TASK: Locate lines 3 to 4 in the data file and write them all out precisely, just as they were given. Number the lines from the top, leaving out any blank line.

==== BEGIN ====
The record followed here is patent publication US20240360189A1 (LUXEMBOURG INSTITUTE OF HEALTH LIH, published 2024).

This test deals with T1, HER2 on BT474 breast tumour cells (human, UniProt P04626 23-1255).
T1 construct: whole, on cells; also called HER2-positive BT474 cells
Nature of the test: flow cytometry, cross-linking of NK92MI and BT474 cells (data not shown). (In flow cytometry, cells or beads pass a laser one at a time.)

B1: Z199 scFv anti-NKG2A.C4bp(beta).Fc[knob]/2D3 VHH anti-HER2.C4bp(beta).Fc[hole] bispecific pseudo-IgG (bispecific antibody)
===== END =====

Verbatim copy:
T1 construct: whole, on cells; also called HER2-positive BT474 cells
Nature of the test: flow cytometry, cross-linking of NK92MI and BT474 cells (data not shown). (In flow cytometry, cells or beads pass a laser one at a time.)